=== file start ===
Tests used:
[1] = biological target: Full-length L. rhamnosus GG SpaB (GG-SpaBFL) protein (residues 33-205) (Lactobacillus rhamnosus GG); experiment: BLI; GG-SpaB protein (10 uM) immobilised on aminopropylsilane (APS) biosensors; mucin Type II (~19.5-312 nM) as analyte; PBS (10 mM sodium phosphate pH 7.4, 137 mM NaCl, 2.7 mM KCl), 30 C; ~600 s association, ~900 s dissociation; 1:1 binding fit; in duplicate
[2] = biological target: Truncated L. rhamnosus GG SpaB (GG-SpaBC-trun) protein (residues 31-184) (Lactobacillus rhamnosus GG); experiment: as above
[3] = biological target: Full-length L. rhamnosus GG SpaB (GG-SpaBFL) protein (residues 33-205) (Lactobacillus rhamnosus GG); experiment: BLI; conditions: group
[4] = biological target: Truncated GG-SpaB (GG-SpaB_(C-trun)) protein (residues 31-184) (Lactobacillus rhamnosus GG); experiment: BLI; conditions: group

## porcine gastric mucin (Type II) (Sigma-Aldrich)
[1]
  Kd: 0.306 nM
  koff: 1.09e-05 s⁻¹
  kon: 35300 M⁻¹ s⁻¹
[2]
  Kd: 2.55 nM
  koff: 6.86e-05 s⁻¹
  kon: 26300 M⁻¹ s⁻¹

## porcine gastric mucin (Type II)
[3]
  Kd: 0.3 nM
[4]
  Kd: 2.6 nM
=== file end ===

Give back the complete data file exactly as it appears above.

Tests used:
[1] = biological target: Full-length L. rhamnosus GG SpaB (GG-SpaBFL) protein (residues 33-205) (Lactobacillus rhamnosus GG); experiment: BLI; GG-SpaB protein (10 uM) immobilised on aminopropylsilane (APS) biosensors; mucin Type II (~19.5-312 nM) as analyte; PBS (10 mM sodium phosphate pH 7.4, 137 mM NaCl, 2.7 mM KCl), 30 C; ~600 s association, ~900 s dissociation; 1:1 binding fit; in duplicate
[2] = biological target: Truncated L. rhamnosus GG SpaB (GG-SpaBC-trun) protein (residues 31-184) (Lactobacillus rhamnosus GG); experiment: as above
[3] = biological target: Full-length L. rhamnosus GG SpaB (GG-SpaBFL) protein (residues 33-205) (Lactobacillus rhamnosus GG); experiment: BLI; conditions: group
[4] = biological target: Truncated GG-SpaB (GG-SpaB_(C-trun)) protein (residues 31-184) (Lactobacillus rhamnosus GG); experiment: BLI; conditions: group

## porcine gastric mucin (Type II) (Sigma-Aldrich)
[1]
  Kd: 0.306 nM
  koff: 1.09e-05 s⁻¹
  kon: 35300 M⁻¹ s⁻¹
[2]
  Kd: 2.55 nM
  koff: 6.86e-05 s⁻¹
  kon: 26300 M⁻¹ s⁻¹

## porcine gastric mucin (Type II)
[3]
  Kd: 0.3 nM
[4]
  Kd: 2.6 nM